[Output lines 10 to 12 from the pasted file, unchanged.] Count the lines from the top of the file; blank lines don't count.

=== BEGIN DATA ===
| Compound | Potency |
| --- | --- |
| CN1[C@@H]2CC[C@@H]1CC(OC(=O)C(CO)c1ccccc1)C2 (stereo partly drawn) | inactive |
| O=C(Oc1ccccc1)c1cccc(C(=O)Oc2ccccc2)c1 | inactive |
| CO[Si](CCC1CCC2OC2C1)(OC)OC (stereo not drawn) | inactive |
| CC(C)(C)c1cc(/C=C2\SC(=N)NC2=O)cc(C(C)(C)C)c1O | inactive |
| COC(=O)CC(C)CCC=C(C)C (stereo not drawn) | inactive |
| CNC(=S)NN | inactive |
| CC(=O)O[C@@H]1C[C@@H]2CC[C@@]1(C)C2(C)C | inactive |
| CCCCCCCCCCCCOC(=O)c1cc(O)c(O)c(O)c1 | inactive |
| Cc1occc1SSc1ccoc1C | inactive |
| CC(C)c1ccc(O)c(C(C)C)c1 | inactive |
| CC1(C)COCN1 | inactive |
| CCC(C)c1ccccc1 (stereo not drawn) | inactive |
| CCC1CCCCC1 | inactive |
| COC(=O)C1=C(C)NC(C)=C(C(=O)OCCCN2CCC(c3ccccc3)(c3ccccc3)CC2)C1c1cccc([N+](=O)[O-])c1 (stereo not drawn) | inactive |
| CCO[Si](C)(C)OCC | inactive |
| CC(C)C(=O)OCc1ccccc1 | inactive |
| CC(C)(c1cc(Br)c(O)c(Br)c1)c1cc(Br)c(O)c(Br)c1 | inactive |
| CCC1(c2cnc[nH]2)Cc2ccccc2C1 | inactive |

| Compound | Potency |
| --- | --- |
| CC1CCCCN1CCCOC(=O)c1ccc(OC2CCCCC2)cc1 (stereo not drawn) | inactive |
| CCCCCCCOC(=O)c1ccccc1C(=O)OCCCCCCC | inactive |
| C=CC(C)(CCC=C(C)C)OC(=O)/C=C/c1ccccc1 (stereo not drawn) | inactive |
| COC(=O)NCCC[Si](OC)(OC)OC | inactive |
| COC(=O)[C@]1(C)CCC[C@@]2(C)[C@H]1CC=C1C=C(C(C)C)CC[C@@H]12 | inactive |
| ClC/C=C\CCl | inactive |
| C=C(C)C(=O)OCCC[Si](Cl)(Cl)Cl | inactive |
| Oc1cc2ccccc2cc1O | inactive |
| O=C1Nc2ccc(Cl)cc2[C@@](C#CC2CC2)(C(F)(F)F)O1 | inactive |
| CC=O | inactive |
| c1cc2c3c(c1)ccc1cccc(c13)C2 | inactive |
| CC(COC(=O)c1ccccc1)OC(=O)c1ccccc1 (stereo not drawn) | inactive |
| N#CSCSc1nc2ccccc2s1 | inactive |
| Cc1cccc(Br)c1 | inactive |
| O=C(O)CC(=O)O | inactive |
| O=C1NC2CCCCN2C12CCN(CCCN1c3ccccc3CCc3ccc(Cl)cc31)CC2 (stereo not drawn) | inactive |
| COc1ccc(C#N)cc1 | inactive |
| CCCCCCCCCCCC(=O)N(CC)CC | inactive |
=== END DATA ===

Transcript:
| CCCCCCCCCCCCOC(=O)c1cc(O)c(O)c(O)c1 | inactive |
| Cc1occc1SSc1ccoc1C | inactive |
| CC(C)c1ccc(O)c(C(C)C)c1 | inactive |